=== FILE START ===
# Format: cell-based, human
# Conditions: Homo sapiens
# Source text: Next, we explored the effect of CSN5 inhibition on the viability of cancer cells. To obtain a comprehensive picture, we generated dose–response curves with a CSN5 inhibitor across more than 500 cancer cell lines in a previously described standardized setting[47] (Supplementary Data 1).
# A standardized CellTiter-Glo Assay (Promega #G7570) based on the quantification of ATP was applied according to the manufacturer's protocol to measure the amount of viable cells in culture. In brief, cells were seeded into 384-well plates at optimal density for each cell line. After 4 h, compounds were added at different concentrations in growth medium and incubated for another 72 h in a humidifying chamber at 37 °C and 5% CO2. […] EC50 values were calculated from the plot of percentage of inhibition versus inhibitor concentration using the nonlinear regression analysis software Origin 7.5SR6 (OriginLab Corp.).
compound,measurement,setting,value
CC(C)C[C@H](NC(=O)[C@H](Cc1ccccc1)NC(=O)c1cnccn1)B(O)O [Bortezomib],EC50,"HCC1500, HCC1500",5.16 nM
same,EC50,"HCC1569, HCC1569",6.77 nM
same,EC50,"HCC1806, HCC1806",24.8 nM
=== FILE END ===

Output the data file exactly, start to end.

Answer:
# Format: cell-based, human
# Conditions: Homo sapiens
# Source text: Next, we explored the effect of CSN5 inhibition on the viability of cancer cells. To obtain a comprehensive picture, we generated dose–response curves with a CSN5 inhibitor across more than 500 cancer cell lines in a previously described standardized setting[47] (Supplementary Data 1).
# A standardized CellTiter-Glo Assay (Promega #G7570) based on the quantification of ATP was applied according to the manufacturer's protocol to measure the amount of viable cells in culture. In brief, cells were seeded into 384-well plates at optimal density for each cell line. After 4 h, compounds were added at different concentrations in growth medium and incubated for another 72 h in a humidifying chamber at 37 °C and 5% CO2. […] EC50 values were calculated from the plot of percentage of inhibition versus inhibitor concentration using the nonlinear regression analysis software Origin 7.5SR6 (OriginLab Corp.).
compound,measurement,setting,value
CC(C)C[C@H](NC(=O)[C@H](Cc1ccccc1)NC(=O)c1cnccn1)B(O)O [Bortezomib],EC50,"HCC1500, HCC1500",5.16 nM
same,EC50,"HCC1569, HCC1569",6.77 nM
same,EC50,"HCC1806, HCC1806",24.8 nM